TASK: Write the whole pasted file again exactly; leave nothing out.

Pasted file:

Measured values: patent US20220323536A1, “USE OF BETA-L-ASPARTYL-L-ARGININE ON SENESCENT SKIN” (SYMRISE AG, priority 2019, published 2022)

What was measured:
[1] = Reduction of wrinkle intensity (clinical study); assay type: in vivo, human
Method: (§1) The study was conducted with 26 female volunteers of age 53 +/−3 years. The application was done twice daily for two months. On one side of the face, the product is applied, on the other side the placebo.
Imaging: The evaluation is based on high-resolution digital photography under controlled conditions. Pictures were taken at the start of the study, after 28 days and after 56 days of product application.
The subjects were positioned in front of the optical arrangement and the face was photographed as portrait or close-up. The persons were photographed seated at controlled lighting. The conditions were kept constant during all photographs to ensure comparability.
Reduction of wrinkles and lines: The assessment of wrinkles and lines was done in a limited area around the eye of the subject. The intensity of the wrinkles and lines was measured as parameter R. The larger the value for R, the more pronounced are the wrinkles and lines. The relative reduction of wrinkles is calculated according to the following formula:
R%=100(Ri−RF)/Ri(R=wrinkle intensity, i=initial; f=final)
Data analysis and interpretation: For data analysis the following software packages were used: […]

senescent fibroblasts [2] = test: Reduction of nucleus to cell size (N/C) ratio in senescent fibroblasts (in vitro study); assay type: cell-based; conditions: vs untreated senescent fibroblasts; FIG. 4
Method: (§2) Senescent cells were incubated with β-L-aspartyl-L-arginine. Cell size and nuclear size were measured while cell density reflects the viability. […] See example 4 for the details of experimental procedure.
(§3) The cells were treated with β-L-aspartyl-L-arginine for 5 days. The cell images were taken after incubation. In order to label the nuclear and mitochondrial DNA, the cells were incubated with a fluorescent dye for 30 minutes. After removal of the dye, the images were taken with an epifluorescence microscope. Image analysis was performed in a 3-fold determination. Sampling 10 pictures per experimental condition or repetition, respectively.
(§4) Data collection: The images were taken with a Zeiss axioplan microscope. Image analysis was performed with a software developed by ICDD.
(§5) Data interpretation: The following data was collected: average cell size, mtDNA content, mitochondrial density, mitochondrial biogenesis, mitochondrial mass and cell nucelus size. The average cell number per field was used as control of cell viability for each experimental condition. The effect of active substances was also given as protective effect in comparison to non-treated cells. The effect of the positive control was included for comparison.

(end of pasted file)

Measured values: patent US20220323536A1, “USE OF BETA-L-ASPARTYL-L-ARGININE ON SENESCENT SKIN” (SYMRISE AG, priority 2019, published 2022)

What was measured:
[1] = Reduction of wrinkle intensity (clinical study); assay type: in vivo, human
Method: (§1) The study was conducted with 26 female volunteers of age 53 +/−3 years. The application was done twice daily for two months. On one side of the face, the product is applied, on the other side the placebo.
Imaging: The evaluation is based on high-resolution digital photography under controlled conditions. Pictures were taken at the start of the study, after 28 days and after 56 days of product application.
The subjects were positioned in front of the optical arrangement and the face was photographed as portrait or close-up. The persons were photographed seated at controlled lighting. The conditions were kept constant during all photographs to ensure comparability.
Reduction of wrinkles and lines: The assessment of wrinkles and lines was done in a limited area around the eye of the subject. The intensity of the wrinkles and lines was measured as parameter R. The larger the value for R, the more pronounced are the wrinkles and lines. The relative reduction of wrinkles is calculated according to the following formula:
R%=100(Ri−RF)/Ri(R=wrinkle intensity, i=initial; f=final)
Data analysis and interpretation: For data analysis the following software packages were used: […]

senescent fibroblasts [2] = test: Reduction of nucleus to cell size (N/C) ratio in senescent fibroblasts (in vitro study); assay type: cell-based; conditions: vs untreated senescent fibroblasts; FIG. 4
Method: (§2) Senescent cells were incubated with β-L-aspartyl-L-arginine. Cell size and nuclear size were measured while cell density reflects the viability. […] See example 4 for the details of experimental procedure.
(§3) The cells were treated with β-L-aspartyl-L-arginine for 5 days. The cell images were taken after incubation. In order to label the nuclear and mitochondrial DNA, the cells were incubated with a fluorescent dye for 30 minutes. After removal of the dye, the images were taken with an epifluorescence microscope. Image analysis was performed in a 3-fold determination. Sampling 10 pictures per experimental condition or repetition, respectively.
(§4) Data collection: The images were taken with a Zeiss axioplan microscope. Image analysis was performed with a software developed by ICDD.
(§5) Data interpretation: The following data was collected: average cell size, mtDNA content, mitochondrial density, mitochondrial biogenesis, mitochondrial mass and cell nucelus size. The average cell number per field was used as control of cell viability for each experimental condition. The effect of active substances was also given as protective effect in comparison to non-treated cells. The effect of the positive control was included for comparison.